Third step: all the collected species are exhibited in an interactive installation. The public is invited to play the plants by touching them, producing a beautiful sound environment and creating the perfect opportunity for an informal debate on climate change.

The goal of "Phonosynthesis: music from alien species" is to communicate a specific aspect of climate change.
The interactive art installation becomes a way to grab the attention of different people of all ages.

The project can also be set up as a workshop program to be proposed within schools or other communities, acting locally but talking about a global problem.


Scienza e Virgola Festival 2021 - Trieste
Selected for CMCC Climate Change Communication Award "Rebecca Ballestra" 2021
Trieste Film Festival 2022
Far East Film Festival - Udine 2022


a project by Francesco Scarel

music Andrea Gulli

botanist Michela Sex

coding advice Alessandro Fontana

handmade book Annamaria Sgubin

developed for

SISSA - International Higher School of Advanced Studies

in collaboration with

MCS Master in Science Communication


È temerità chiamar vano o superfluo tutto quello dell'universo
che non serve per noi

Galileo Galilei

Subject conceived together with students of the Master in Science Communication “F. Prattico ” in SISSA, year 2021/2022 during the course “ArtScience, communicating science through artistic languages”.

m_CRO is an artistic installation created together with scientists and various Research Centers of Friuli Venezia Giulia. It invites us to ask ourselves about anthropocentrism, or rather the tendency of man to consider himself at the center of the world in which he lives.

The microscopic and the macroscopic are equalized and placed at the same dimensional level: the action of observing, combined with the sensation of being observed, wants to destabilize our egocentric vision in favor of a more "ecocentric" existence.

We are only a small part of something bigger than us.

The microscopic and the macroscopic are equalized and placed at the same dimensional level: the action of observing, combined with the sensation of being observed, wants to destabilize our egocentric vision in favor of a more ecocentric existence.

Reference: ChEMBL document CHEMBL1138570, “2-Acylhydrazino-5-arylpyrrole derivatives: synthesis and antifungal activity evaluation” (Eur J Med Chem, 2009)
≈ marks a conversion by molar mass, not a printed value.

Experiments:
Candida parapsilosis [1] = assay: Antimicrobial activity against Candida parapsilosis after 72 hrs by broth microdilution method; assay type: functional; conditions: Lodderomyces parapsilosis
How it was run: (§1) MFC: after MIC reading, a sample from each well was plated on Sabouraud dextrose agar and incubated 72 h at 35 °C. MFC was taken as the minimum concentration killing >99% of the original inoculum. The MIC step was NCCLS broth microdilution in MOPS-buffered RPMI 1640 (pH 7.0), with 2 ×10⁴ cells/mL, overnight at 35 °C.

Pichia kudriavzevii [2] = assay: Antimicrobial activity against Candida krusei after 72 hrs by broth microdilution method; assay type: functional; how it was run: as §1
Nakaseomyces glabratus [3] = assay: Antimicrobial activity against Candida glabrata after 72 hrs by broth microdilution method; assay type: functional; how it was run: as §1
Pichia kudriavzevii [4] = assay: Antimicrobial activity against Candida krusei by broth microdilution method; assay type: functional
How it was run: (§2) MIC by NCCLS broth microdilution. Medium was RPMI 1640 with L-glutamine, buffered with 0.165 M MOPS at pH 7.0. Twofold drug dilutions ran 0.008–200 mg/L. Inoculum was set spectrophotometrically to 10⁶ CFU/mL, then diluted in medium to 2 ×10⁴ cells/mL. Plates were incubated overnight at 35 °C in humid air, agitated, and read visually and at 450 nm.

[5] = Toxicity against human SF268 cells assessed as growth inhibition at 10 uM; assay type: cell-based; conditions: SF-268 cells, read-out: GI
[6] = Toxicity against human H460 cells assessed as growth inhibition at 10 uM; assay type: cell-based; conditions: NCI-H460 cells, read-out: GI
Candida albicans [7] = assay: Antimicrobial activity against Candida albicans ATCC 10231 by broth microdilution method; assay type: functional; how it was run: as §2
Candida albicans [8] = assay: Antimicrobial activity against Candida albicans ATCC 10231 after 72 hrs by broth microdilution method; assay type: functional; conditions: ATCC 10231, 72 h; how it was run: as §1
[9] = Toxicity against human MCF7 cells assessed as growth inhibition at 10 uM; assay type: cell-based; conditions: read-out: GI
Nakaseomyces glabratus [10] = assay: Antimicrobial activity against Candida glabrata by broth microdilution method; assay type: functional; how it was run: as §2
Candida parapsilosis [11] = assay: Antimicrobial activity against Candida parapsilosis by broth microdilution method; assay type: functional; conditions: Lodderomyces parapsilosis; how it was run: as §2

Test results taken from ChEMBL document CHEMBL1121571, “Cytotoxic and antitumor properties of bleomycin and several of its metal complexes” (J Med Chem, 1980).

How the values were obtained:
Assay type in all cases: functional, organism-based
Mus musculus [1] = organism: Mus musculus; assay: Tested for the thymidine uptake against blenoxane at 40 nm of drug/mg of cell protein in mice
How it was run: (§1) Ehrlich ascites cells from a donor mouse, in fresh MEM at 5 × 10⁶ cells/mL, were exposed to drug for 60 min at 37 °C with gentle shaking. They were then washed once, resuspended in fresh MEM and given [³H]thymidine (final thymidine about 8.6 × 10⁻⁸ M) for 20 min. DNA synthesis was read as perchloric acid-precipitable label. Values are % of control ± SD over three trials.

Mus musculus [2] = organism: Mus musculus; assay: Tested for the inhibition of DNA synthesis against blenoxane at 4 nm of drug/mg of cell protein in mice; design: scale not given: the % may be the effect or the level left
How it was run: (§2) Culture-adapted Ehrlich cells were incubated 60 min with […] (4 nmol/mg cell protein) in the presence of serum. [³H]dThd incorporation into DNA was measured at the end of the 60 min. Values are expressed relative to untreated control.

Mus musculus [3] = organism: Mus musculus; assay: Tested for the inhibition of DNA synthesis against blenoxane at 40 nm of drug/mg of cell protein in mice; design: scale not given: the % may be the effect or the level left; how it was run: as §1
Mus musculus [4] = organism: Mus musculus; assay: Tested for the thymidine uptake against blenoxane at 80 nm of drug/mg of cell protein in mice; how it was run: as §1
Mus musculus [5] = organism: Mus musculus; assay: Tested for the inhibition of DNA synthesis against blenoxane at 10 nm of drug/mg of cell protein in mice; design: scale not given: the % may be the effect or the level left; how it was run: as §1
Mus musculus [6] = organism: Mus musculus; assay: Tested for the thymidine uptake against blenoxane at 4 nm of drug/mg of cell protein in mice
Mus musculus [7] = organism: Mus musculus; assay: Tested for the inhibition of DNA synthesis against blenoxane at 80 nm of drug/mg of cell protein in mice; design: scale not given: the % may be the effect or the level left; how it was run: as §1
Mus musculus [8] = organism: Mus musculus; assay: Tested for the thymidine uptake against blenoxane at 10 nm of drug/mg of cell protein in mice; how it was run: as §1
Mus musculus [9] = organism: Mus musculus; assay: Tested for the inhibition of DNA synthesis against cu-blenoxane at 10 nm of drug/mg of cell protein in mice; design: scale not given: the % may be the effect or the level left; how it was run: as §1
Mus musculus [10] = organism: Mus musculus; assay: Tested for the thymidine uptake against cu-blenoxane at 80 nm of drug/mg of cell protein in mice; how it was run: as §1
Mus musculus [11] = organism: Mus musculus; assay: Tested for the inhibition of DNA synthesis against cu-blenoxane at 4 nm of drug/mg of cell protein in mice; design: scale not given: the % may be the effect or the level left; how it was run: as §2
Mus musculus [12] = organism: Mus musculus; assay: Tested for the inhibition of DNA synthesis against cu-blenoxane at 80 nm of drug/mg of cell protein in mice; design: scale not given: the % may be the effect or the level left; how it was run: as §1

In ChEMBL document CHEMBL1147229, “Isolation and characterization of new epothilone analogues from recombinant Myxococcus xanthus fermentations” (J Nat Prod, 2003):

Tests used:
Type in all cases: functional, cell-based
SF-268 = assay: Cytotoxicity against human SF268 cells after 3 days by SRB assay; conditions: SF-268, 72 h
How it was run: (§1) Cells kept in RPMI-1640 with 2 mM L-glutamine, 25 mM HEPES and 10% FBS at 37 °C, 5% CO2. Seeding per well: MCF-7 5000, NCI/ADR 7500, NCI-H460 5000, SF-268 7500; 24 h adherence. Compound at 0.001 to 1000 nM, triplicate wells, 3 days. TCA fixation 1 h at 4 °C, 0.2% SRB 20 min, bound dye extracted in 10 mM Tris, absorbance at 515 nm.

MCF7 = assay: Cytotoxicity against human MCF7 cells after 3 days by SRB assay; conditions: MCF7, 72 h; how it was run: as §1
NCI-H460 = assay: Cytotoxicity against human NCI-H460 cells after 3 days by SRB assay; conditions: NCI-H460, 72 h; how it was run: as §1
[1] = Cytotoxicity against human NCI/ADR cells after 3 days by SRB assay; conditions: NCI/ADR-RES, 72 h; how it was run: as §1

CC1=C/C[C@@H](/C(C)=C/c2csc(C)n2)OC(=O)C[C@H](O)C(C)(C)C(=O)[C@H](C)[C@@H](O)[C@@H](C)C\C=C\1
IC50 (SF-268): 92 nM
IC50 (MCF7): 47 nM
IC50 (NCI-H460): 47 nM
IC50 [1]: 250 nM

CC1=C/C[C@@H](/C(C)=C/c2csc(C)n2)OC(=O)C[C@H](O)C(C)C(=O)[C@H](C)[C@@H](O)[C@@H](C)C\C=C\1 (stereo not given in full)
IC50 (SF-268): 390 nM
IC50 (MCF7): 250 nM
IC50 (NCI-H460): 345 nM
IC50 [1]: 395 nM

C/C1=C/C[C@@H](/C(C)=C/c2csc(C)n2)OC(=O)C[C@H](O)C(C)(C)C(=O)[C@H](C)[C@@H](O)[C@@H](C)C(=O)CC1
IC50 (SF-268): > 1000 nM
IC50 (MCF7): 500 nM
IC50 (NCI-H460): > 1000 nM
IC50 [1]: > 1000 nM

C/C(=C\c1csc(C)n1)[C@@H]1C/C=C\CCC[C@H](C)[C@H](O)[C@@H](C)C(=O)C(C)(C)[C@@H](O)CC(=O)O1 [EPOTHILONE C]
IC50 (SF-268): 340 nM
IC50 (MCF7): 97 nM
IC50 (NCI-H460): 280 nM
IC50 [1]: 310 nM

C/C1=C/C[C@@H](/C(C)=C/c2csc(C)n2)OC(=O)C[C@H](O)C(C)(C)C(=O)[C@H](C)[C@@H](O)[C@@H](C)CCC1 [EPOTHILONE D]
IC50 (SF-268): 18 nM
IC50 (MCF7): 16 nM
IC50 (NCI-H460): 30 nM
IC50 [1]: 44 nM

m_CRO project uses videomapping technique with a zenithal projection on a table: different images are projected inside Petri dishes, disc-shaped containers usually used by scientists to grow mold and bacteria cultures.

In science labs the Petri dish is a container of microworlds observable under the microscope: a small place where the action of observing is focused on a unidirectional level, that is, from man to microorganism, from MACRO to MICRO.
This one-sidedness of the gaze inevitably places us at the center of the world in which we live: as observers, we take on the role of absolute protagonists of the environment in which we exist.

With this installation we intend to trigger a short circuit in our way of relating to the environment.

At the center of the installation we find the Earth, intent on its continuous rotation that takes us from day to night. The circadian cycle drives the change of the other projections on the adjacent discs, arranged to compose the symbol of infinity.

Some videos projected inside the Petri discs represent the protagonists of the microscopic world, such as tardigrades, pollen, bacteria, plankton ... while in some others we can se us,  human beings, moving in our macroscopic world, but filmed by an external eye of a camera fixed on a drone.

Even the environment in which man lives and moves is shrunk and confined within these small discs suitable for observation: coasts, woods, rivers and roads, illuminated cities, buildings.

We can therefore observe microscopic algae swimming next to human beings intent on taking a bath in a pool.
We can spot intricate ramifications of mold together with the autumn foliage of the Karst, taken from a bird's eye view by the drone.
And again lines of lights that plow the Petri dish in geometric patterns, which we can hardly distinguish as diatoms (small unicellular algae) or cities illuminated at night shot from above.

To add a touch of reality, we may find some fresh bacterial cultures placed inside Petri dishes and a round mirror, to complete the symbol of infinity, through which it is possible to place spectator’s identities within the installation. A further help to destabilize the self-centered view of the world.

A project by Francesco Scarel
Music by Andrea Gulli

The videos and images collected for this installation come from different sources.

Some, concerning plankton, were registered by me at the National Institute of Oceanography and Experimental Geophysics during a 3-day artistic residency, together with artist Stefania Rota and Alfred Beran,a resident research scientist.

The bacterial cultures and real molds were grown in SISSA - International School of Advanced Studies, in particular thanks to Sara Finaurini post doc at the Computational Genomics Laboratory of prof. Remo Sanges and Christina Vlachouli from the technical staff of Neurobiology & Functional and Structural Genomics.

The International Center for Genetic Engineering and Biotechnology (ICGEB) and the laboratory of prof. Zacchigna kindly provided video material regarding their research on cardiomyocytes.